A front-end developer working from home for the last ten years shares his tips and tricks on optimizing your home office set up and productivity.
Most people think working from home is a dream come true; no need to wake up early, no need to get ready or commute and enough time to even do random house chores alongside working. But guess what, the new norm forced upon all of us has shown that it's not so true.
Working from home is tough and being efficient while working from home is even more challenging. Being a Frontend Developer, I have been working from home since the last ten years, and I would like to share some tips that have helped me increase my productivity and keep my mind and body in healthy shape.
Here are some of the ideas that can help you stay away from the usual home distractions.
a. This goes without saying even when you work from an office: managing your tasks is very important. Always check your project boards, add relevant information and steps to the tasks assigned, and track the time correctly. Keeping the assignments up to date so that rest of your team is well informed about your work is crucial.
b. Before you begin tackling your day's tasks, spend 10 minutes creating a detailed checklist, and spend another few minutes marking the smaller tasks you know will absolutely get done in a few hours. This gives you some sense of accomplishment and motivation to work through the rest of your list. Try to also break down more significant tasks into some of the smaller actionable items. The bigger tasks always look daunting, and sometimes you don't want to start them, which is why tackling their pieces (one portion of a large task at a time) might be incredibly helpful.
Just because you are working from home doesn't mean that you can work at any time of the day. You can be flexible, however, keep in mind the schedule of people in your team. Always make sure you are available for the scheduled calls.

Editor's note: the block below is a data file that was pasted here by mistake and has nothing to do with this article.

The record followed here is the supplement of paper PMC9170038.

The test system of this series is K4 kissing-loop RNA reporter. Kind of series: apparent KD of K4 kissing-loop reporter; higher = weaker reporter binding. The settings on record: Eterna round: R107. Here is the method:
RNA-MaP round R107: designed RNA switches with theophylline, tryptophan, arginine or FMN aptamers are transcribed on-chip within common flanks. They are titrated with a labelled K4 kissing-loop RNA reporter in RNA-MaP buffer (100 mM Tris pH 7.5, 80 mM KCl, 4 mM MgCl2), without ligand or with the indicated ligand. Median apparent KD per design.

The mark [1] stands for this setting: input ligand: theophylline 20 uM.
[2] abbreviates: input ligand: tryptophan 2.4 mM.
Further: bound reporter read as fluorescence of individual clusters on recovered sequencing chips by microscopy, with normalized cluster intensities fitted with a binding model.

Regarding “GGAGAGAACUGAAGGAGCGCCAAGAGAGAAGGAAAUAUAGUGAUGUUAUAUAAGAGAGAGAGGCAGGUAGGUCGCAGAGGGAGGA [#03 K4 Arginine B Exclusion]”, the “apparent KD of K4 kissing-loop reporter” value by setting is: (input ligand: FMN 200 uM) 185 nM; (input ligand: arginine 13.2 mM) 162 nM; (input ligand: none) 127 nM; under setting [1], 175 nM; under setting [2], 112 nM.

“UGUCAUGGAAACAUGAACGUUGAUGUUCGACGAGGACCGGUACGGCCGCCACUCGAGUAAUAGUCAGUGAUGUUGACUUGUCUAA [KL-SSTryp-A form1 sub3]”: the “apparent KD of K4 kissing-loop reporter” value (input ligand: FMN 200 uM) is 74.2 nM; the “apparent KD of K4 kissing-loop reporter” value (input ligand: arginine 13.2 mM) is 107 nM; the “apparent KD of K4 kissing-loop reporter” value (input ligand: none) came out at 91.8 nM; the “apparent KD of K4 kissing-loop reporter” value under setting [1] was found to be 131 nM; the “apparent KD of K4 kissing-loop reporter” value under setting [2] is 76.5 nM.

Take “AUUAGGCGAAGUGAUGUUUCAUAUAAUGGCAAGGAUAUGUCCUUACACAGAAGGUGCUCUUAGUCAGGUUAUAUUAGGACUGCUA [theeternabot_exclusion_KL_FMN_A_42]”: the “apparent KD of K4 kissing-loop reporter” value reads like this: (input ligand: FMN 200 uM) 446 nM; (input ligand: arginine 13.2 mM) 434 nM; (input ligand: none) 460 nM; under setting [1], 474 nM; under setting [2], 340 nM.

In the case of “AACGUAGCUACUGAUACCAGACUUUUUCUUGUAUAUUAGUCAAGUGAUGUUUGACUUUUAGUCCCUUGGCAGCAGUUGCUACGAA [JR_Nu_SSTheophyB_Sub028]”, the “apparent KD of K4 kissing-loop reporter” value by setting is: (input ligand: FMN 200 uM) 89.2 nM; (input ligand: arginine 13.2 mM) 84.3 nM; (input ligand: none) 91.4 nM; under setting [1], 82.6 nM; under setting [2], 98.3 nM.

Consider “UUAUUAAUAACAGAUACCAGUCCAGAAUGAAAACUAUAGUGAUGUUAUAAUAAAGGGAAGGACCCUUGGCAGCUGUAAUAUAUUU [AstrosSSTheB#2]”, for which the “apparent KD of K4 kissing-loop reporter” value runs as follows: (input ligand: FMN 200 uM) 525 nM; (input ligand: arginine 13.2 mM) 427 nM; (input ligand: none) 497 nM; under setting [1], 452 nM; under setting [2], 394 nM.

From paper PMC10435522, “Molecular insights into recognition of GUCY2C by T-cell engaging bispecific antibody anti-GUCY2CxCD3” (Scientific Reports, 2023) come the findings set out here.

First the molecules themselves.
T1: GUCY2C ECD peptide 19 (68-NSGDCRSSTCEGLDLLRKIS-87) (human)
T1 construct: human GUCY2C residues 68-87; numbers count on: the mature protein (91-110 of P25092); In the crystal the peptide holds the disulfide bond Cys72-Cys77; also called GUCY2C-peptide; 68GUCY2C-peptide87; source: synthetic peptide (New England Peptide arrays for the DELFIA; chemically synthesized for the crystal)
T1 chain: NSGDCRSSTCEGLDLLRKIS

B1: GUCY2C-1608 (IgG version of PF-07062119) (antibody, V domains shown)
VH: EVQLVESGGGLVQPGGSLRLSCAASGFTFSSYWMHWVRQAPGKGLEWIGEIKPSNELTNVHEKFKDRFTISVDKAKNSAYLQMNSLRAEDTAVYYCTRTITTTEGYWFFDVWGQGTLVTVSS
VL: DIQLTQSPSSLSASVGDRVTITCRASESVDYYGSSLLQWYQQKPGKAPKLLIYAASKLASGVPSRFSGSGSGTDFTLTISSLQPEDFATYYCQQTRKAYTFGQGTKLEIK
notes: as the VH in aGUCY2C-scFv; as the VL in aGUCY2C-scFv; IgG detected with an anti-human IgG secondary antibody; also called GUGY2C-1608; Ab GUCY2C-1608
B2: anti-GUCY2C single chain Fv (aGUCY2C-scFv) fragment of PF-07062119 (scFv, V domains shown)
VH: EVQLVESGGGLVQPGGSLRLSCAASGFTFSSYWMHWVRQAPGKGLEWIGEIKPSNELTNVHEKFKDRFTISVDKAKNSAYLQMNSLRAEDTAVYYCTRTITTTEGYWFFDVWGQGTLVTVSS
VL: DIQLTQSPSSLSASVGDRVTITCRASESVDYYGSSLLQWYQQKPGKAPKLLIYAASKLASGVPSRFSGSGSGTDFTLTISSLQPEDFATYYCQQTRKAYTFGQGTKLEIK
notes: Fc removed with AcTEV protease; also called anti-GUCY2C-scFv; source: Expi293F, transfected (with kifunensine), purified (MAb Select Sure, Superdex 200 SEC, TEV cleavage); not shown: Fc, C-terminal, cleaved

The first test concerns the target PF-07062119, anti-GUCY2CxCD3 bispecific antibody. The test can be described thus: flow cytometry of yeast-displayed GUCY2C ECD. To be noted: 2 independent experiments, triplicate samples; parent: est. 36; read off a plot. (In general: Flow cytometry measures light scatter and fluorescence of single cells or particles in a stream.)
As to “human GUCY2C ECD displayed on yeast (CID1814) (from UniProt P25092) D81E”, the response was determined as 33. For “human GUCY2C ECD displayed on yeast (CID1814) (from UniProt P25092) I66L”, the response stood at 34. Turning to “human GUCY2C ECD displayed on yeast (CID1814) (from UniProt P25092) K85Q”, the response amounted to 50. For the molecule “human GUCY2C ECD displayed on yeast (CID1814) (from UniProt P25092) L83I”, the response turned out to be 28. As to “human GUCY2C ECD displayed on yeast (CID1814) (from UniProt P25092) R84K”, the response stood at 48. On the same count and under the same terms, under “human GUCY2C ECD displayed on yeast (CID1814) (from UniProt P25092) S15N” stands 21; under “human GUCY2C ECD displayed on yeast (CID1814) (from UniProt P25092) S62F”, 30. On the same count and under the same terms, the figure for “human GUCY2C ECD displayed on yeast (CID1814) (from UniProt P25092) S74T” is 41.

Try not to go on social media when taking a break. Also, the frequency of break should be such that it's not so quick that it interrupts you when you are finally focused and not too late that you are over exhausted working for long hours.
Before logging off, organize your desk, clear out things, and choose your clothes for the next day. With all those things done, you leave your "work" space with less stress for what will come tomorrow.
Do you want to measure the time spent on tasks or the number of tasks finished in a day? Each person will have their own set of "Metrics" to work by and measure productivity. Productivity can be measured once you define the criteria. Once the criteria are decided, track time using online tools like "Timely" or "Timing." These apps can help you track time gathering data for you as you work.
After a few days, you can compare your data and change your habits or work ethics accordingly. You can compare your "productive" and "unproductive" days and see the differences. We invite you to share what you learned about what makes you productive and "in the zone" versus unproductive and low. It's a learning curve for all!
What would you like to achieve in a day, in a week, or a month? That will help you evaluate yourself and see what worked and what didn't work for you while working towards that goal. Some of the things that I often use are as follow:
People who work from home often say that they can be more productive working from home because they can choose to have an environment that suits their needs to be productive working. People have the freedom to create a space they like vs. having a typical office and a desk.
a. Find a quiet corner in your home space;
b. Declutter your office space, especially your desk;
c. Have a plant or even some fresh flowers nearby to add some color and breath of fresh air to your workspace. This can also help your eyes to take a break from the screen;
d. Get ready in the morning as you would when going to the office. Maybe you don't need a suit or a formal dress, but don't work in pajamas either. Change into fresh clothes and get somewhat ready.
Last but not least, here are some additional resources that I often use to work from home efficiently.
a. Dash: I love Dash for Mac because besides offering an offline library for codes, it helps create any snippet to use in Mac. Also, you can create and combine variables with text. You, too, can create shortcuts for everything.
b. Cold Turkey: This is a fantastic app to block certain websites on your computer.
What is that you learned working from home? What works well for you?
We'd love to learn more about your experience and how you made the best from a situation that is (still) unusual for many. In case you are still grappling, don't hesitate to reach out. Our developers can take off from a plate of any e-commerce manager!